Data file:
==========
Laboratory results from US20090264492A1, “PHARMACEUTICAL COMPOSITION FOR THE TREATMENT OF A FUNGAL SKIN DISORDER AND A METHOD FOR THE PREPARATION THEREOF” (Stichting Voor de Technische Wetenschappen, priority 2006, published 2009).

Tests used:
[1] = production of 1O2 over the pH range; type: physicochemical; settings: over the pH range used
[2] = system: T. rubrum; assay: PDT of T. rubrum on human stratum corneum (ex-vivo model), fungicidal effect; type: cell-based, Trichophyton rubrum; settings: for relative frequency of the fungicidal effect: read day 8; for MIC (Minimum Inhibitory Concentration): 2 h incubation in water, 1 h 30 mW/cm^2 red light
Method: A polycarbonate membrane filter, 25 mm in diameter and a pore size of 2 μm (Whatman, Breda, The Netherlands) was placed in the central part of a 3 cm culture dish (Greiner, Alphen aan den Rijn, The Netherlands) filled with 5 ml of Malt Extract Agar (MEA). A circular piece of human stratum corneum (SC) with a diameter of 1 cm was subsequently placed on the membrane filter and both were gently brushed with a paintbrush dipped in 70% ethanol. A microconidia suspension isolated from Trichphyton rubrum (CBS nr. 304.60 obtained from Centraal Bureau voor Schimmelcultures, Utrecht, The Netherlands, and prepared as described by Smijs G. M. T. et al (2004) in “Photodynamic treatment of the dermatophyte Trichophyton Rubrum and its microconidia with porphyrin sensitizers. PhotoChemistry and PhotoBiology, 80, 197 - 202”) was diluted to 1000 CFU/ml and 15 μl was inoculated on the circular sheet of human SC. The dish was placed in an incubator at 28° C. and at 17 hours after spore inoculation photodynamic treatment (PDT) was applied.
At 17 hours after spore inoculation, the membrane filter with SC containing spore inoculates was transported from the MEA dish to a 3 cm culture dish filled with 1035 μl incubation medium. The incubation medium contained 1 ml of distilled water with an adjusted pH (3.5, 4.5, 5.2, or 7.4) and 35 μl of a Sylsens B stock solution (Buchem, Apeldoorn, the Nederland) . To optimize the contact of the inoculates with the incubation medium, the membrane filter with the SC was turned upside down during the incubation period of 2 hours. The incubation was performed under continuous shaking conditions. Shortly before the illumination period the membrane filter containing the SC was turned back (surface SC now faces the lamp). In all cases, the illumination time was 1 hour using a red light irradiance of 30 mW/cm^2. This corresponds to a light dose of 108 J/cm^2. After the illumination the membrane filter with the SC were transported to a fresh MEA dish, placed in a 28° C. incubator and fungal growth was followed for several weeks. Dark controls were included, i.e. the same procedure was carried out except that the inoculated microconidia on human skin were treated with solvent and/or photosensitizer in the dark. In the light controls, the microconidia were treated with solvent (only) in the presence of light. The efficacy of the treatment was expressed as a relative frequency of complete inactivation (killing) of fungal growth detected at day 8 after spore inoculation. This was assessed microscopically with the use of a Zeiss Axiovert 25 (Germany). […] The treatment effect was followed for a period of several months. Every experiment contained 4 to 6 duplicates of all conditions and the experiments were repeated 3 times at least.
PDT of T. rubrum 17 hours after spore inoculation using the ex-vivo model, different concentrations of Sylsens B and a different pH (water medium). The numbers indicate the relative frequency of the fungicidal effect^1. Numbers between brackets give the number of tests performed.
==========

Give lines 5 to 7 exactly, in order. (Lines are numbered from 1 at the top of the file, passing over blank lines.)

Method: A polycarbonate membrane filter, 25 mm in diameter and a pore size of 2 μm (Whatman, Breda, The Netherlands) was placed in the central part of a 3 cm culture dish (Greiner, Alphen aan den Rijn, The Netherlands) filled with 5 ml of Malt Extract Agar (MEA). A circular piece of human stratum corneum (SC) with a diameter of 1 cm was subsequently placed on the membrane filter and both were gently brushed with a paintbrush dipped in 70% ethanol. A microconidia suspension isolated from Trichphyton rubrum (CBS nr. 304.60 obtained from Centraal Bureau voor Schimmelcultures, Utrecht, The Netherlands, and prepared as described by Smijs G. M. T. et al (2004) in “Photodynamic treatment of the dermatophyte Trichophyton Rubrum and its microconidia with porphyrin sensitizers. PhotoChemistry and PhotoBiology, 80, 197 - 202”) was diluted to 1000 CFU/ml and 15 μl was inoculated on the circular sheet of human SC. The dish was placed in an incubator at 28° C. and at 17 hours after spore inoculation photodynamic treatment (PDT) was applied.
At 17 hours after spore inoculation, the membrane filter with SC containing spore inoculates was transported from the MEA dish to a 3 cm culture dish filled with 1035 μl incubation medium. The incubation medium contained 1 ml of distilled water with an adjusted pH (3.5, 4.5, 5.2, or 7.4) and 35 μl of a Sylsens B stock solution (Buchem, Apeldoorn, the Nederland) . To optimize the contact of the inoculates with the incubation medium, the membrane filter with the SC was turned upside down during the incubation period of 2 hours. The incubation was performed under continuous shaking conditions. Shortly before the illumination period the membrane filter containing the SC was turned back (surface SC now faces the lamp). In all cases, the illumination time was 1 hour using a red light irradiance of 30 mW/cm^2. This corresponds to a light dose of 108 J/cm^2. After the illumination the membrane filter with the SC were transported to a fresh MEA dish, placed in a 28° C. incubator and fungal growth was followed for several weeks. Dark controls were included, i.e. the same procedure was carried out except that the inoculated microconidia on human skin were treated with solvent and/or photosensitizer in the dark. In the light controls, the microconidia were treated with solvent (only) in the presence of light. The efficacy of the treatment was expressed as a relative frequency of complete inactivation (killing) of fungal growth detected at day 8 after spore inoculation. This was assessed microscopically with the use of a Zeiss Axiovert 25 (Germany). […] The treatment effect was followed for a period of several months. Every experiment contained 4 to 6 duplicates of all conditions and the experiments were repeated 3 times at least.
PDT of T. rubrum 17 hours after spore inoculation using the ex-vivo model, different concentrations of Sylsens B and a different pH (water medium). The numbers indicate the relative frequency of the fungicidal effect^1. Numbers between brackets give the number of tests performed.